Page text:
2001 IIHF World Junior Championship

Christmas Day

So here we are - months of preparation and it's all about to start. I cannot believe how quickly the time has gone by. The summer evaluation camp, the meetings, the final selection camp and now we're all about to embark on a journey that none of us will ever forget. I never thought I'd see the day when I'd be doing something as big as this - coaching a national team in a major tournament like this. It's hard to believe sometimes.

It's funny. I know it's Christmas Day, but to me it doesn't really feel like it. You're so far away from home and in a place that is so different from Canada; and we're all pretty focused on our first game. I was looking out my hotel room window earlier today and thinking about my two kids, Sara and Adam, and wondering about their Christmas Day. Sara is 10 and Adam is 7; Christmas is such a special time of the year for both of them. I think that sometimes people forget about the sacrifice the players and people involved in the World Juniors make every year. It's a huge honour to represent your country - one that I wouldn't trade for anything - but it's tough being away from family, friends and loved ones over the holiday season.

We arrived here from Stockholm yesterday afternoon. You get off the plane and you step into a totally different culture. But we're all aware that it's just as much of a hockey culture as ours is. People here know the game and love it. We had a great practice today. There was lots of energy. I think some of the guys are starting to get a little nervous now that we're here and our first game is so close. These players grew up watching the tournament and they know how important it is to people back home.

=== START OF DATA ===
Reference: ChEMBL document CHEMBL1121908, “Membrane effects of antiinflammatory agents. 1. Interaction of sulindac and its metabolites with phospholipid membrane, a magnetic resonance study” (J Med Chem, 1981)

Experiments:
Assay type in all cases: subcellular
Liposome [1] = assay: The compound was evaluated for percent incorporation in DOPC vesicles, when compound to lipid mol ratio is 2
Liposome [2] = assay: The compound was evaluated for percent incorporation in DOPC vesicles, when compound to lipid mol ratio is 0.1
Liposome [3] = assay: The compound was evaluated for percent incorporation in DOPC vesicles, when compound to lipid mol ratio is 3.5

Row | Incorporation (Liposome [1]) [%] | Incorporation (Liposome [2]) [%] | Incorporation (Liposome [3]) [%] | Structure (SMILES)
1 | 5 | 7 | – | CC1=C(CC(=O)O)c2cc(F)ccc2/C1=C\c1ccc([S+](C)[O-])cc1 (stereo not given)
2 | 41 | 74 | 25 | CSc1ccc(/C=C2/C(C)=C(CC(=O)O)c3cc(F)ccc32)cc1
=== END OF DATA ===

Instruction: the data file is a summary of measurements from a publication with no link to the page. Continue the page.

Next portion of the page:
The rink where we practiced today (and where most of our games from the tournament will be played) is right next to the famous Luznicki Ice Palace where Team Canada played in 1972. I'm looking forward to going into that building and looking around a little when I get some time. I'll never forget being a kid in grade ten at Monarch Park High School back in Toronto and sitting in the library to watch the final game of the series. When Paul Henderson scored the winner we cheered so loudly that they must have heard us over in Moscow. How's this for making a guy feel old though: none of the players on this team were even close to being born when I watched Henderson score that goal! But here they are, ready to start the biggest tournament of their hockey lives, right in the shadow of where that historic series was decided. I hope we can make a little history of our own.

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André Brin Director, Communications | Directeur, communications